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Nant Disitllery First Release

Young, but shows a lot of promise

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@jdcookReview by @jdcook

14th Nov 2010


Nant Disitllery First Release
  • Nose
  • Taste
  • Finish
  • Balance
  • Overall

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  • Brand: Nant Disitllery
  • ABV: 43%

I recently attended A Tasmanian Whisky Appreciation Society (TWAS) tasting night, where the theme of the night was the state of Tasmanian whisky. We tasted the Sullivan's Cove Double Cask, the Nant first release single malt, the Trappers Hut 9 year old, a Lark Distillery special TWAS bottling, a small batch Hellyers Road, an Old Hobart Distillery Sherry Barrel, as well as young spirit from the new Mackey's Disitllery and from a barrel from independent bottler Tim McDuckett (I'm really not sure of the spelling of this person's name - so if I got it wrong, I do apologise!).

The second whisky of the night was the Nant Distillery's First Release single malt. I've previously reviewed a special bottling from the Nant Distillery (connosr.com/reviews/nant/…), so I was looking forward to this one.

In the notes for this one I have written down that it was matured in 20L french oak port barrels barrels (yes, very small ones) for 2.5 years, and then finished in american oak barrels (I'm assuming they are bourbon barrels, but I didn't get confirmation on the night). Also, the spirit was completely unpeated. We were rushing through these a little bit, so I may have mixed up some of the above, but hopefully I got it right!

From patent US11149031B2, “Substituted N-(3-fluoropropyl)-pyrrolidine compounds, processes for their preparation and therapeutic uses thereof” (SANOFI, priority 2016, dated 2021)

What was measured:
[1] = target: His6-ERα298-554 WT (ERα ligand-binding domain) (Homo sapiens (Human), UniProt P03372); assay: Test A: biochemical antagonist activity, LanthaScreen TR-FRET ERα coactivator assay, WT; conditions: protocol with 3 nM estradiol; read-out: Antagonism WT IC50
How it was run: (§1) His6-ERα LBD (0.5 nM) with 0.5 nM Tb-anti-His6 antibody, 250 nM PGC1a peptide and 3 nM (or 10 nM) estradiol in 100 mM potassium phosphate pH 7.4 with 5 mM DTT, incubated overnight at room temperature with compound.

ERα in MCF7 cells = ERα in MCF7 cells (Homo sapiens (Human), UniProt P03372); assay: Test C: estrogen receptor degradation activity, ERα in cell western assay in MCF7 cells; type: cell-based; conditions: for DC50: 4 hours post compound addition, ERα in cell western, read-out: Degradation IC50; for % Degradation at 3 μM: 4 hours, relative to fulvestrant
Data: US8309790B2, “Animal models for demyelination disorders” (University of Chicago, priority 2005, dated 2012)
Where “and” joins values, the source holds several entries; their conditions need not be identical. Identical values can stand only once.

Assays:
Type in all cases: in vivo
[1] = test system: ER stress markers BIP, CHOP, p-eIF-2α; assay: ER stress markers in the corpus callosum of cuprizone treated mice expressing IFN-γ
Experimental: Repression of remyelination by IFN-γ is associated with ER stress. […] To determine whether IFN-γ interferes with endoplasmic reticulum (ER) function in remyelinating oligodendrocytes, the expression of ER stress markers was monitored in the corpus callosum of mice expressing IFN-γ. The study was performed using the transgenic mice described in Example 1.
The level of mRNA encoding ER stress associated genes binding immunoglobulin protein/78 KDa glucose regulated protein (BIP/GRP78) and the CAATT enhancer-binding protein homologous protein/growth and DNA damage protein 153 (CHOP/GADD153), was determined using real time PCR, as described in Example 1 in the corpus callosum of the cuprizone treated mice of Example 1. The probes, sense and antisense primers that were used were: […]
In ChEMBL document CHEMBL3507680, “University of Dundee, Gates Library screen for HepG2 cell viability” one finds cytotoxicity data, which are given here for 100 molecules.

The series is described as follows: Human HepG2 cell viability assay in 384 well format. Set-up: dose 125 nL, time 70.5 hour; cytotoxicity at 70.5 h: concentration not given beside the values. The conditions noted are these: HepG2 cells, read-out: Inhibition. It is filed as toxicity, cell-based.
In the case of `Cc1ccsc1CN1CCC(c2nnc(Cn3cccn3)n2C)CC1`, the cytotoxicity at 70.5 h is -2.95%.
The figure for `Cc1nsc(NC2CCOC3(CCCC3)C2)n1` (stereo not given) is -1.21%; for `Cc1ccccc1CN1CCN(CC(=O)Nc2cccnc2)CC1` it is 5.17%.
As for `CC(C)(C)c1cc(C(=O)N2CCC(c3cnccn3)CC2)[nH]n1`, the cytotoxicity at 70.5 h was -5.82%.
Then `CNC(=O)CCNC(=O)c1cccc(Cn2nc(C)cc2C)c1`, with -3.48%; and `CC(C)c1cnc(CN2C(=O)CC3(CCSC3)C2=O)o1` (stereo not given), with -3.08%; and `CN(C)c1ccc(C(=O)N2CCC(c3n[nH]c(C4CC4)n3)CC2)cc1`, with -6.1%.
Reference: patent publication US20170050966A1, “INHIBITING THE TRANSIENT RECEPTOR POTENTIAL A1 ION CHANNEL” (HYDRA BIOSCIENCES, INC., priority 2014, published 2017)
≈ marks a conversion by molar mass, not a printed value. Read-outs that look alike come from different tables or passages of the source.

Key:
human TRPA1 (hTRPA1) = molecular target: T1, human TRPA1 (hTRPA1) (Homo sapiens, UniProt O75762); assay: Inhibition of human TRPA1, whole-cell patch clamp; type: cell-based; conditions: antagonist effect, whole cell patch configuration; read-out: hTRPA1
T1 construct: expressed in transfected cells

The nose was light and sweet, but quite ripe. Caramel and grassy notes vied with malt and grapes to keep my attention. The nose was fairly simple, but very pleasant.

The taste was initially light, but then a warm, young and fiery wave hits, leaving it rich, full of caramel, green grass, grapes and raisins. Quite simple, but very engaging.

The finish was moderately long, full of fading grass and grapes.

If I added a fair old dash of water, it faded the fire a little, but left it a little boring.

Patrick, the Chief Distiller at the Tasmanian Distillery, made a point when tasting this that it was quite young, but was an excellent drop for its age, and that he loved tasting so many different flavours in the different whiskies - especially when you consider that most of the drams presented during the night all came from the same barley, and many even came from the same fermentation process!

This is still a very young whisky. I know smaller barrels mean 'faster' maturation, but it's not an exact science, and there seems to be a law of diminishing returns - otherwise you could store a single dram (50 mL - which is a pretty generous pour) in a dram sized piece of oak for a day and have yourself an excellent mature dram (there are 20 lots of 50mL in 1L, so if it were a linear system one day in a 50mL oak container would be the same as 4000 days in a 200L container - which is more than 10 years).

That said, this is genuinely interesting and engaging, and still worth having a glass or two of. Hopefully the Nant Distillery can keep their heads above water by releasing these sorts of products, and in a few years we will start to see some really top notch mature products from them.

For those who are interested, the website for the Nant Distillery is:



jdcook commented

Hmmm. The title should be Nant 'Distillery' rather than Nant 'Disitllery' obviously!

13 years ago 0

LeFrog commented

Great review JD. Really good to hear about these lesser known distilleries in a bit more depth.

13 years ago 0

jdcook commented

Give it another 5-10 years and some of these Tasmanian distilleries will be getting real attention everywhere - the spirit being produced here has a bit of unique character, and a couple of distilleries (the Lark and the Tasmanian Distilleries) are starting to mature their products, and they are very actively encouraging others. It's a really positive atmosphere, and really exciting!

13 years ago 0